A Homeowner’s Guide to Dog-Friendly Flooring

A Homeowner’s Guide to Dog-Friendly Flooring

Man’s best friend. It’s estimated that about 40% of American homes have dogs. We love them, but we don’t always love what happens to our flooring when they’re running amuck in our homes (especially because we all know that it basically becomes their home, whether we like it or not). So take a look at some tips for the best dog-friendly flooring so that you can stay as happy as your furry friend. Of course, these tips are also good for the cat lovers out there.

Vinyl Flooring Takes the Cake

For pleasing both pets and their humans, vinyl flooring reigns as one of the top options. Vinyl flooring is durable and resilient, so it’s great for withstanding your pet shenanigans, furry buildup over time, and the occasional accident that may happen.

Bonus points are awarded for new luxury vinyl sheet, tile, or plank flooring, as these options are even more durable than their predecessors. When a quality vinyl is installed right, it can be scratch-and-tear-resistant, as well a water-resistant. Hair can be removed with a breeze (literally).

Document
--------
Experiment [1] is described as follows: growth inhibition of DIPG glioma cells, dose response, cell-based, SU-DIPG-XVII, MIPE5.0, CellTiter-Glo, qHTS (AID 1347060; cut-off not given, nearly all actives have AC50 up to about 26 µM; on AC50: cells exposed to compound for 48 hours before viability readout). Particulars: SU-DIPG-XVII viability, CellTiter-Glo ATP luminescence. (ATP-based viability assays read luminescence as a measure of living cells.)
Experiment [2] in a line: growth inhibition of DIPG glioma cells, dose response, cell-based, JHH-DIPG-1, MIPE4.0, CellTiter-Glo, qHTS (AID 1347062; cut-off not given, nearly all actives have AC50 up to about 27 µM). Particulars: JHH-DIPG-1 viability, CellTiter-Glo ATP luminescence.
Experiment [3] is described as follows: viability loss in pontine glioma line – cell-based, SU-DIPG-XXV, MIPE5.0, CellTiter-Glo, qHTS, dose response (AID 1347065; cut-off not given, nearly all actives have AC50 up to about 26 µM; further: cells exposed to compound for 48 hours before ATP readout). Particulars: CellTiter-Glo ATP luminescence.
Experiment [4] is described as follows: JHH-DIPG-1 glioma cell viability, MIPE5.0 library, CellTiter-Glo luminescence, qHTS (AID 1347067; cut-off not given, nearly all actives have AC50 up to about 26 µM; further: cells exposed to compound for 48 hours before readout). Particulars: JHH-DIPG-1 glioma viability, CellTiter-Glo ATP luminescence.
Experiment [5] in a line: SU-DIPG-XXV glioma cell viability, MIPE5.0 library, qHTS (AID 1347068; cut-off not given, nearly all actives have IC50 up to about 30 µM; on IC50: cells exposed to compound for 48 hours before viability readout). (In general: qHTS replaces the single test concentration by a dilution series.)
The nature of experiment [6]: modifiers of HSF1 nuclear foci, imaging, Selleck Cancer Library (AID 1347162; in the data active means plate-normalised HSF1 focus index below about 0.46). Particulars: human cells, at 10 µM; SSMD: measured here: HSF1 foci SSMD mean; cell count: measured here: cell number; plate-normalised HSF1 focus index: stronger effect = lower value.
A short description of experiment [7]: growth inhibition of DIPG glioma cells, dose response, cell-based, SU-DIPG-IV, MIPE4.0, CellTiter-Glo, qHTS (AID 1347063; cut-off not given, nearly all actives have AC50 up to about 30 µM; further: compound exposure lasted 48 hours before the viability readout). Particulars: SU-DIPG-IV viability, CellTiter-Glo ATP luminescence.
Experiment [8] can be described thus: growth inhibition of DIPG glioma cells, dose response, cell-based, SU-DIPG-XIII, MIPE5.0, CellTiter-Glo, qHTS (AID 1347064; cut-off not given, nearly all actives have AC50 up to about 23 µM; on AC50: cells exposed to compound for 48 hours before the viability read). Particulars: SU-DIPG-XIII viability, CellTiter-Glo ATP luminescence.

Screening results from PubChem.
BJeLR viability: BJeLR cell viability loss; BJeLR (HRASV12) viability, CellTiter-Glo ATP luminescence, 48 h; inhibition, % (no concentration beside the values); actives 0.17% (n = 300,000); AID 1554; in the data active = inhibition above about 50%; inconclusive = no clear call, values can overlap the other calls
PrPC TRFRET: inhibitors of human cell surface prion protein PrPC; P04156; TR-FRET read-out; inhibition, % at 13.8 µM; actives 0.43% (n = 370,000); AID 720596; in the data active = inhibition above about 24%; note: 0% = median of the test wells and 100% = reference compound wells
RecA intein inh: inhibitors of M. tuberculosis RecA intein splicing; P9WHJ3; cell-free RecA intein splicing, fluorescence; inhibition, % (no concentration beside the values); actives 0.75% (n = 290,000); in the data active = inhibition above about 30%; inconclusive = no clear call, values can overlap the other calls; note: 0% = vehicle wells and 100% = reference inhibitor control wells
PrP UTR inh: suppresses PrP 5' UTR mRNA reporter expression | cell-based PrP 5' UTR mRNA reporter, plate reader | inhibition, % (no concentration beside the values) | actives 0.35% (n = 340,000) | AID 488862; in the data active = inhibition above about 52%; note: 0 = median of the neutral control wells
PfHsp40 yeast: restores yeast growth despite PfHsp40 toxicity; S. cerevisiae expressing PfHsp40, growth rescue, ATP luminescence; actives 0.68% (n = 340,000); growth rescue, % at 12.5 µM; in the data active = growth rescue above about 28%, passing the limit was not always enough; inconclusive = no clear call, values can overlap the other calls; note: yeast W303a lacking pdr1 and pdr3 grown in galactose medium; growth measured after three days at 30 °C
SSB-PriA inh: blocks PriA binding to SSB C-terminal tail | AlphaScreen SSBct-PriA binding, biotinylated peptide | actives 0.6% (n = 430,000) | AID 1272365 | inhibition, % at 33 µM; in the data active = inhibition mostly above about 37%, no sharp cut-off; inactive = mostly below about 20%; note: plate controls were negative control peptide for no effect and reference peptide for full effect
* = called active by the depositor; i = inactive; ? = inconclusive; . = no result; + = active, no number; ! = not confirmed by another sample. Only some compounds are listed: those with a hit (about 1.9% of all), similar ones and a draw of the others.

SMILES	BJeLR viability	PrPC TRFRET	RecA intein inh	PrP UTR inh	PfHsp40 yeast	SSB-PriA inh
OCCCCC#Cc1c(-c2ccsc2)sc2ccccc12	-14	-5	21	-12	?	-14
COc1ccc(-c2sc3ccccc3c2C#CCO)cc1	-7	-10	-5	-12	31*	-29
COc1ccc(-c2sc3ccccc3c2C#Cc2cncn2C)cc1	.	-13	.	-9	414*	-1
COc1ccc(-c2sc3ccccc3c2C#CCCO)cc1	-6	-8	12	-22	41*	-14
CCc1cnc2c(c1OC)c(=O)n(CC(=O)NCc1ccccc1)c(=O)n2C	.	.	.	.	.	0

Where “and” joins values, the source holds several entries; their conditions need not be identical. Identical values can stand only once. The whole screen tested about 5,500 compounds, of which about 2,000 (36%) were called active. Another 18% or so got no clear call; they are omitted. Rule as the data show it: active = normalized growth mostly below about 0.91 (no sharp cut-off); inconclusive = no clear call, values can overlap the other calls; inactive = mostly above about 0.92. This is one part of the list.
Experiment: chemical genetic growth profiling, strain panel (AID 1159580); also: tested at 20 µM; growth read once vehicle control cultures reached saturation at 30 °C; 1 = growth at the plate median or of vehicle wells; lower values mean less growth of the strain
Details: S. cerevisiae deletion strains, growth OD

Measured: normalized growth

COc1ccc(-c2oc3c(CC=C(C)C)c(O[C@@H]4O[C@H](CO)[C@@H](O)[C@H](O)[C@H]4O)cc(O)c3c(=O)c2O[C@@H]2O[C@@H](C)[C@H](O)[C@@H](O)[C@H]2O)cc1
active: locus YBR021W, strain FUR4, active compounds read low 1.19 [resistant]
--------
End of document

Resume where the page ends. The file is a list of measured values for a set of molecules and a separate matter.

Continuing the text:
Tile Flooring For Us

If you’re not taking your pet’s opinion into account, tile flooring is the reigning champion for pet owners. Porcelain, ceramic, and natural stone flooring are all great options, as they’re water-resistant, stain-resistant, and super easy to clean. However, the downside to this is that your pup may not be as crazy about tile flooring as you are. But then again, when they have a human to cuddle on top of, who cares about the tile?

Laminate and Hardwood

Laminate and hardwood are also top contenders. However, it bears noting that laminate flooring has among the worst traction of all types of flooring. This means this it can be a bit slippery for dogs and cats, and might actually be a health hazard for some – especially “seniors” or pets who may already have difficulty with mobility.

Making Carpet Work

For some pet owners, carpet flooring can be a downright nightmare. This is especially true for those who have puppies or who have just adopted a pet who needs a little fine-tuning in the potty training department. Another consideration is the fur that can get trapped in your carpeting. So if you have a good vacuum that you’re not opposed to using weekly, and a quality stain-remover for when accidents happen, then carpet can still work for you. In general, we recommend darker colors when possible.